Selecting a Landscape Manager
Selecting a Landscape Manager or management company should not be confused with selecting a lawn care service or fertilization program. Those are topics we will discuss in other articles. Some of us just don’t want to get involved in the planning or the day to day management of our landscape. We want it to look great and are willing to pay for the service.
Perhaps you have a new lawn or just want to add something creative to the one you have and want someone to do all the planning and work. You need a landscaper. You should try to select one with good credentials, one who is proud of what his/her finished products reflect. There are a lot of people who claim the title but are just getting started; about all they know how to do is mow, use clippers and a string trimmer. Here are a few suggestions to help you make the right choices.
Does your prospective landscaper know what they are talking about? How can you be sure? If you are looking online, reviewing the information on the website is a good place to start. Formal education or experience should be listed. I am one of those people who believes that experience and prior results are almost as good as formal education. If you are looking only at education, education that would qualify a professional landscaper would be certifications in areas such as: horticulture, microbiology, arboriculture, and soil. If they are really talented and passionate, they would extend their education into drafting, engineering, and design. If he/she has all these put together you have a professional on your hands that will be dedicated to not only you as the client, but to his own work. This type of landscaping education shows someone who lives, eats, and breathes landscaping.
The work proposal
One good way to judge the business savvy and detail orientation of the prospective landscaper is what type of work proposal you receive. Young landscapers without business backgrounds are likely to give you a verbal proposal. They will give you a flat rate and basic care discussion, but even that may fall through. If a solid proposal is not handed to you on paper, chances are you will not be very pleased. A solid proposal should layout things such as the following:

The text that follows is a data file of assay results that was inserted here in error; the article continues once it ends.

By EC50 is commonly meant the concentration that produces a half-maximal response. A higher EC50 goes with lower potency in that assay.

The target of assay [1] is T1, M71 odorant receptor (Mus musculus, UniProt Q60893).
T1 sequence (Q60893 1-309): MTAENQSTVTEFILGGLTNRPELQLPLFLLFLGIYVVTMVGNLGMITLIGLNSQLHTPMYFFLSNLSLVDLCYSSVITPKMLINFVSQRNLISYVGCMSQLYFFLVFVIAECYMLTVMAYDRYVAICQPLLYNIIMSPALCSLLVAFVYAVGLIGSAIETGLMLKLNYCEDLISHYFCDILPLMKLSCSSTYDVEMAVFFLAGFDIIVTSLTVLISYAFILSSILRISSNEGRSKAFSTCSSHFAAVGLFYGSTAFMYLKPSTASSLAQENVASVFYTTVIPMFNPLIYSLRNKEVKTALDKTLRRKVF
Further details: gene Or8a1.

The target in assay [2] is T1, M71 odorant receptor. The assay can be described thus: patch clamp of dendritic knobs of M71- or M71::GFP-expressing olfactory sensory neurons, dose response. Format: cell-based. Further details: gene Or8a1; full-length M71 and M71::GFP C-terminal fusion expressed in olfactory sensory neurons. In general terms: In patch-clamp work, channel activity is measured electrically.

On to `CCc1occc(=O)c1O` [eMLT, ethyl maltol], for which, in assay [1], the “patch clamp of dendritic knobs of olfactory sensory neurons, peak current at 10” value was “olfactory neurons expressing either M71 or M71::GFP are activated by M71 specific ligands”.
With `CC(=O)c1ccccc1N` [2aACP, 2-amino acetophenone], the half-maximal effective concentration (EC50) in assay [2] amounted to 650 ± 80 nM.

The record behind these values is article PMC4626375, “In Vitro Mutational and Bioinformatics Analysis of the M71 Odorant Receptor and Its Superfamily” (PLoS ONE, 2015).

-Brief recap of initial visit: describing what was discussed including suggestions ideals or comments made by either party or problems that observed.
- Maintenance Plan: a weekly or monthly plan to maintain the lawn growth and problem areas should be listed.
- Proposed improvements: a general outline of any proposed changes to the landscape plan with cost estimates and timetables included.
-Insecticide/Pesticide: this is one aspect of keeping a green and healthy lawn. Controlling unwanted pests and insects should be part of any lawn maintenance plan. The frequency of and the type of treatments should be detailed.
-Irrigation Control: If a sprinkler or irrigation service is utilized on the property, the plan should include the maintenance of that system. Clients should never be left to care for or fix their own leaky water systems. A professional landscaper should have a plan in place or set rate for visits on broken or leaky irrigation systems.
Looking for a landscaper should be just as detailed oriented as other business or important personal pursuit you undertake. Your lawn is your investment in your home or mortgage and losing it because of a poor landscaper is no excuse. Do your homework and dig deep for a professional landscaper with a dedication to his own company.
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